Claims (15)

What is claimed is:
1. An autonomous method performed by a fuel dispenser, the method comprising:
detecting user indications with a user input device regarding a fueling session;
determining with a management module at a fuel dispenser that a customer desires to initiate a fueling session and whether to dispense fuel;
receiving customer payment data at the fuel dispenser;
determining whether communication with a facility controller remote from the fuel dispenser is available;
with communication with the facility controller not being available, determining with the management module whether the received customer payment data is acceptable;
in response to determining that the received customer payment data is acceptable:
generating with the management module an operational command for a dispenser manager at the fuel dispenser to implement in the fuel dispenser if fuel should be dispensed;
generating a control signal for a fuel controller at the fuel dispenser with the dispenser manager based on the operational command;
dispensing fuel with the fuel controller in response to the control signal; and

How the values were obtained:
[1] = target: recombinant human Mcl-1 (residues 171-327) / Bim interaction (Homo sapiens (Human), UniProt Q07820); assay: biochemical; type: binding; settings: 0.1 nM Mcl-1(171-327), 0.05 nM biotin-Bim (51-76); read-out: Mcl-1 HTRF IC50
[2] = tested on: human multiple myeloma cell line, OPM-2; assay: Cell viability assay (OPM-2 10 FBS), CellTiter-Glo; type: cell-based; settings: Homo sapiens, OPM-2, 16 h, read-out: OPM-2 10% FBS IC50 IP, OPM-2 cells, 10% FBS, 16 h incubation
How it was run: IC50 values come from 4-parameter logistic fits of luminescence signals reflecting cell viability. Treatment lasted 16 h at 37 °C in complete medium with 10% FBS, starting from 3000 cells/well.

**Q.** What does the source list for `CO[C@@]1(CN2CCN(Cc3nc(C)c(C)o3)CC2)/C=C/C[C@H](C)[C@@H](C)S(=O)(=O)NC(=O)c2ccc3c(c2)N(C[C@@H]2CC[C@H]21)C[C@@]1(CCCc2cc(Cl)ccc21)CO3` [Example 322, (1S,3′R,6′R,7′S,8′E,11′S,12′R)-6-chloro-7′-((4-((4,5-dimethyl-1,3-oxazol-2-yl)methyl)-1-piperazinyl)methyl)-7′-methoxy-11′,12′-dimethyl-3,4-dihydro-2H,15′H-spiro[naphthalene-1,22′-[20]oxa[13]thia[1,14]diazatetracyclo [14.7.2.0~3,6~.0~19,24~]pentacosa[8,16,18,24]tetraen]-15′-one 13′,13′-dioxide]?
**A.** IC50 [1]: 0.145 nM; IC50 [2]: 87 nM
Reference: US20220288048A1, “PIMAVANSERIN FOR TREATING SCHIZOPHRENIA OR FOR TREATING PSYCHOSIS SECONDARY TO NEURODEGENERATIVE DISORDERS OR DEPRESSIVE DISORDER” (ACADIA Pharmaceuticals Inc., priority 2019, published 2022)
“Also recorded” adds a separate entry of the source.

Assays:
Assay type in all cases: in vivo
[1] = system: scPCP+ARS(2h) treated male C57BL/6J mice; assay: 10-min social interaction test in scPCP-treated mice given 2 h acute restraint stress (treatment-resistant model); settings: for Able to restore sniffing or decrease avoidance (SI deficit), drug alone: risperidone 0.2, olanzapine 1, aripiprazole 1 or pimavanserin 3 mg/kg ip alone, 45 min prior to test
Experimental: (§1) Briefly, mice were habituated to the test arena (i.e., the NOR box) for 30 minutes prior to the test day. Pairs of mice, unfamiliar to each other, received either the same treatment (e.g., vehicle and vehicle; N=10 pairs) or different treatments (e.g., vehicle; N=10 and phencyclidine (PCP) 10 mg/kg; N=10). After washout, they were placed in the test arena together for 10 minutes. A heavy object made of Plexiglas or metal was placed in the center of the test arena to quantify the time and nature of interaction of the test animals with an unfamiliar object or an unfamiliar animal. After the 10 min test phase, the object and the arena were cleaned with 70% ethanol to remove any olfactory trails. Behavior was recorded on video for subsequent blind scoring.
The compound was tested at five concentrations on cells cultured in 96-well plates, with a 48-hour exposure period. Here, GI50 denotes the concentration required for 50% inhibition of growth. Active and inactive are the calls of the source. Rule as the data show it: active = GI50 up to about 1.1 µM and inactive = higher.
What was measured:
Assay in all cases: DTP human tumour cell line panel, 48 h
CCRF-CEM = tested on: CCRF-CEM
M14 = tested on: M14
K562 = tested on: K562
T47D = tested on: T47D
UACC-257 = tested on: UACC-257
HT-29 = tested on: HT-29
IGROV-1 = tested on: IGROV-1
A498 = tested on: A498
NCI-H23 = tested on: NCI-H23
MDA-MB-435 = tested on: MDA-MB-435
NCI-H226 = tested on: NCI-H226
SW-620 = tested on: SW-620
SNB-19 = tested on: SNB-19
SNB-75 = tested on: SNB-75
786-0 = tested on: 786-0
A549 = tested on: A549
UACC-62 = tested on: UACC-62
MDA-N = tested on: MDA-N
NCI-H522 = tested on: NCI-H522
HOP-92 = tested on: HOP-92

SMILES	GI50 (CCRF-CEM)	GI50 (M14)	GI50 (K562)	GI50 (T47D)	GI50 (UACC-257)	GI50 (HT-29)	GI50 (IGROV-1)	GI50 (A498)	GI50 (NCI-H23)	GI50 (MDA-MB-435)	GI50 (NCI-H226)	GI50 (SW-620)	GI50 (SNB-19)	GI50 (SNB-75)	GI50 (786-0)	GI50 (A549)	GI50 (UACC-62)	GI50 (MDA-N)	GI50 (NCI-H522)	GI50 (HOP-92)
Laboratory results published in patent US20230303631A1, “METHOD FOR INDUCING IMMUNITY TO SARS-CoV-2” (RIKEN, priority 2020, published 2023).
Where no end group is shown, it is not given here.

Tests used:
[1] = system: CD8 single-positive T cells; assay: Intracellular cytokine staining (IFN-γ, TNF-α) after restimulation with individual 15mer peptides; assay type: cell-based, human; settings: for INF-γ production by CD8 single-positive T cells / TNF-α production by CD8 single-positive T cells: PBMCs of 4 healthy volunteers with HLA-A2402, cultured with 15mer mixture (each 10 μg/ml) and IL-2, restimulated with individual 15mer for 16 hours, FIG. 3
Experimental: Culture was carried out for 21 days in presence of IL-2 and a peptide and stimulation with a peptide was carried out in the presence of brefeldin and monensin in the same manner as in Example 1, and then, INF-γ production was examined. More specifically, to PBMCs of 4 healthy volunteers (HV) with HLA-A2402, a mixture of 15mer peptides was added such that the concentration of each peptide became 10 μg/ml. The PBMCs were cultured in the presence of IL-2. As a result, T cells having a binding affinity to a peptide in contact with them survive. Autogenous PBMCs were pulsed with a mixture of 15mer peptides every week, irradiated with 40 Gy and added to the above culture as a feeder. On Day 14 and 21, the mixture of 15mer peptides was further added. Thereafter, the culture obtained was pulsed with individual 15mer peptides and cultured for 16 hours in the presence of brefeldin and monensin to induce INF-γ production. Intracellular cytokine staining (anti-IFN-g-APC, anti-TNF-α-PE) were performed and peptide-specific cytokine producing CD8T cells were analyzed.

presenting fueling session data on a display during the fueling session.
2. The method of claim 1, wherein determining whether to dispense fuel comprises:
requesting the customer payment data;
determining that the customer payment data has been received.
3. The method of claim 2, wherein:
determining that a customer desires to initiate a fueling session comprises detecting activation of the user input device;
requesting customer payment data comprises generating a user interface for visual presentation on the display;
determining that customer payment data has been received comprises detecting insertion of a payment card; and
determining whether the received customer payment data is acceptable comprises performing a checksum on an account number in the received customer payment data.